Over a third (37%) of the 136 respondents to the C+D poll – which ran between October 26 and November 11 – said they did not currently charge patients for medicine deliveries but were considering starting to do so. A small proportion of these respondents (8%) said they were considering introducing charges for medicine deliveries “in light of COVID-19”.
A similar percentage (38%) said they “already charge some or all of our patients”, while 26% said they “would never consider” charging patients for this.
The latest findings show a slight increase compared to a similar C+D poll last year. That poll ran in August 2019, with 25% of respondents saying they would never consider charging patients for medicine deliveries.
C+D launched its 2020 poll before it was announced that the pandemic delivery service would be recommissioned in England from November 5 to December 3 – providing free deliveries for “clinically extremely vulnerable” patients who are shielding at home and cannot access their medicines.
Reluctant but forced to charge
Hussain Mohajer, superintendent pharmacist at Cornwell’s Chemists in Newcastle-under-Lyme, Staffordshire told C+D last week (November 13) that his pharmacy does not currently charge for medicine deliveries and, in “an ideal world”, would not need to.
However, current funding constraints make it “potentially unviable” for Cornwell’s Chemist to maintain free services such as its delivery service. “Hence why we may have little alternative but to charge for deliveries in the near future, which we are reluctant to do as a company”, said Mr Mohajer, adding that demand for deliveries “skyrocketed” during the first wave of the pandemic.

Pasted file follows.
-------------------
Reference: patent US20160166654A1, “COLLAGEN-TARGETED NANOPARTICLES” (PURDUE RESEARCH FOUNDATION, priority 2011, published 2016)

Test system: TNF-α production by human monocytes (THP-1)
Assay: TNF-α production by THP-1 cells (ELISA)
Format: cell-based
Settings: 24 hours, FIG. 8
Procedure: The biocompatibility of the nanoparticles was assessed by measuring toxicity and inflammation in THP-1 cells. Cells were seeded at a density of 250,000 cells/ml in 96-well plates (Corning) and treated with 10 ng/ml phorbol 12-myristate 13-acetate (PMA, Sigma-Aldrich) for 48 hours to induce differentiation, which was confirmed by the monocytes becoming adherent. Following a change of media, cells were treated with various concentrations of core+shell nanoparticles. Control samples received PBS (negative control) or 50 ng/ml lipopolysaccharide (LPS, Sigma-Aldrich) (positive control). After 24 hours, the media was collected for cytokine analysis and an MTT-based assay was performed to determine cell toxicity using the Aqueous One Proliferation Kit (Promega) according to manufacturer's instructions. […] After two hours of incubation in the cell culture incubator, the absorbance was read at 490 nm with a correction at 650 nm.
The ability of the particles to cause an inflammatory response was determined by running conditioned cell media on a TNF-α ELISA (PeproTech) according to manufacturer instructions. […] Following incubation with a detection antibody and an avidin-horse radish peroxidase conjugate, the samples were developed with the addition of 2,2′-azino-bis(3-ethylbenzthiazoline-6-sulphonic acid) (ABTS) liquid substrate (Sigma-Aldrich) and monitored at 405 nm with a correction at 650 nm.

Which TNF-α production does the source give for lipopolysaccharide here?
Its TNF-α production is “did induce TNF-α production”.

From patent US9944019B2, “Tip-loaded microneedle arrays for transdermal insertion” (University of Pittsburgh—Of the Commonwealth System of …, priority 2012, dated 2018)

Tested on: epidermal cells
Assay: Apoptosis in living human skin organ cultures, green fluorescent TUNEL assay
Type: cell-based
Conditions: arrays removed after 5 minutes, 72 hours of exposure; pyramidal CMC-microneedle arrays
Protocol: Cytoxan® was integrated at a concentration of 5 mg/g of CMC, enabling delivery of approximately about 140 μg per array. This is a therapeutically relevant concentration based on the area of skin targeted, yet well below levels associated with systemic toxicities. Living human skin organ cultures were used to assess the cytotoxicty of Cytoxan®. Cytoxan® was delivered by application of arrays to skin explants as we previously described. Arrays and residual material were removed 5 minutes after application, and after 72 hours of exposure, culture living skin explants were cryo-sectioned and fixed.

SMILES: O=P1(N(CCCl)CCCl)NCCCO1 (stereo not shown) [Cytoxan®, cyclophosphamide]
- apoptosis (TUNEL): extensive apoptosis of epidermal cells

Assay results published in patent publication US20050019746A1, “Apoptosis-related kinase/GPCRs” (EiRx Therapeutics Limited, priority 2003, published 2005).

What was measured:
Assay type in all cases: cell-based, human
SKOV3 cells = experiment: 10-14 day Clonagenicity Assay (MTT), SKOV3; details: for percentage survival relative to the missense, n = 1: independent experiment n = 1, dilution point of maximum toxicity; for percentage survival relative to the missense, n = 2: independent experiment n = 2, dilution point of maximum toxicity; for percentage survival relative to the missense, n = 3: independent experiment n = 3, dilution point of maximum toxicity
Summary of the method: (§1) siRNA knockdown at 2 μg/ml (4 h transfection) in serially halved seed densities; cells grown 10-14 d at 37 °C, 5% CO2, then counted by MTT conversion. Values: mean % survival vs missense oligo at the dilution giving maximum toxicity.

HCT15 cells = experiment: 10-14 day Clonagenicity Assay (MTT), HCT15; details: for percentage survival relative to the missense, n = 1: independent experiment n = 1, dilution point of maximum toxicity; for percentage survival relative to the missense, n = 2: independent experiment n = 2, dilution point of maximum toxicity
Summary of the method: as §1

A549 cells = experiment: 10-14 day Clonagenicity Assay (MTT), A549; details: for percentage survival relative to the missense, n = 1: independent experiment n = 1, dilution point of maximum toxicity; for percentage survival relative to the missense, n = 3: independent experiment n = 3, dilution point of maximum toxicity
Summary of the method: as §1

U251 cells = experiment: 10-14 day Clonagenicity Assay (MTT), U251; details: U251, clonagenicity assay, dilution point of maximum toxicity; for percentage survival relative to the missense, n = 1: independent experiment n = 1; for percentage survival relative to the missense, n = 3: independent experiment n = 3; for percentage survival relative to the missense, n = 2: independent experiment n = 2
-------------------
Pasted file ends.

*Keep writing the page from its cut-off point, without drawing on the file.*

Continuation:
“In order to maintain and actually improve our service offering, which pharmacies are eager to do, substantial additional funding is required before it is too late and more pharmacies have to close unnecessarily, negatively impacting local communities,” he added.
Sabina, a community pharmacist based in north London, told C+D earlier this week (November 16) that charging patients for deliveries “would be an absolute last resort and something we would do really reluctantly”.
Her pharmacy has registered an increase in requests for deliveries in the past six months, as patients who were not necessarily shielding started requesting free deliveries as well.
“It got to a point where we got so many delivery requests that our driver… we had to increase their hours for every single day. Five extra hours in a week, it becomes a greater cost,” she said.
The pharmacy tries to “discourage patients who don’t have a genuine need” from asking for medicine deliveries. However, should they decide to introduce delivery charges, this would probably come into effect from next year, Sabina added.
“Some patients might be in financial difficulties and I don’t want to add that on,” she said.
Lloydspharmacy and Boots introduced a subscription-based service for home deliveries in 2017 and 2018 respectively, while Rowlands told C+D last year it is “prioritising deliveries to more vulnerable patients”.